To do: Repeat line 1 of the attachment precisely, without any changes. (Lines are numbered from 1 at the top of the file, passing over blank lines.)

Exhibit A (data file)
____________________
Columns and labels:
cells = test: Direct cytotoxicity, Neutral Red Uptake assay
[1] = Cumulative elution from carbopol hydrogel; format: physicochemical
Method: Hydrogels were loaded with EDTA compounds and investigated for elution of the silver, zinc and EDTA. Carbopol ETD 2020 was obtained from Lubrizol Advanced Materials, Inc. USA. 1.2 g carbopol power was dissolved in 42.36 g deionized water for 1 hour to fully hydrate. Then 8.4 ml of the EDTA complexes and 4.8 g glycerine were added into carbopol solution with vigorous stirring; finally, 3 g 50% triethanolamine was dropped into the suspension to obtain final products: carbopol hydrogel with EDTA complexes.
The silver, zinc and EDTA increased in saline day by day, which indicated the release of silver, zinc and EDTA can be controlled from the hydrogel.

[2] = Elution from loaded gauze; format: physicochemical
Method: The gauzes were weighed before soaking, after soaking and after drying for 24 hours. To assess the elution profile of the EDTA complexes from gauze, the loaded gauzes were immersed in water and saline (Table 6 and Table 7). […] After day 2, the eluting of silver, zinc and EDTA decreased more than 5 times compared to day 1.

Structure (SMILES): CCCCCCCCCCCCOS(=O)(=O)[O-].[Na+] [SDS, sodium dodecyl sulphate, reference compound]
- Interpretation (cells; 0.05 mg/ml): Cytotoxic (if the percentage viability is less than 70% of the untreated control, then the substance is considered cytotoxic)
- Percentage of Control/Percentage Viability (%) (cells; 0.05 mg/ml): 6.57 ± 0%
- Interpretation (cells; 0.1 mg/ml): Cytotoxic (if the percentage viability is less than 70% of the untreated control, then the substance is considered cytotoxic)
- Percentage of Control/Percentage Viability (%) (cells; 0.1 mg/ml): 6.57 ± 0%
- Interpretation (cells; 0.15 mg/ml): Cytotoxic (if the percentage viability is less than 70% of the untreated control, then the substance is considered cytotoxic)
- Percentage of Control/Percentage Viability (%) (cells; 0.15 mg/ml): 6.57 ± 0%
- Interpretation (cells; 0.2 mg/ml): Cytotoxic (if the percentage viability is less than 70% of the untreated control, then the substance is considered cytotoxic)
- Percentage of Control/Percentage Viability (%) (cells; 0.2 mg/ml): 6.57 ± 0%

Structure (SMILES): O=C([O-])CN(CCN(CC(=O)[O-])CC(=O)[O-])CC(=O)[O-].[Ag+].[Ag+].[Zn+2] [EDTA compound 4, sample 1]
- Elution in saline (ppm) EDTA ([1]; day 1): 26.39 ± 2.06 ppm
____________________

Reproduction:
Columns and labels: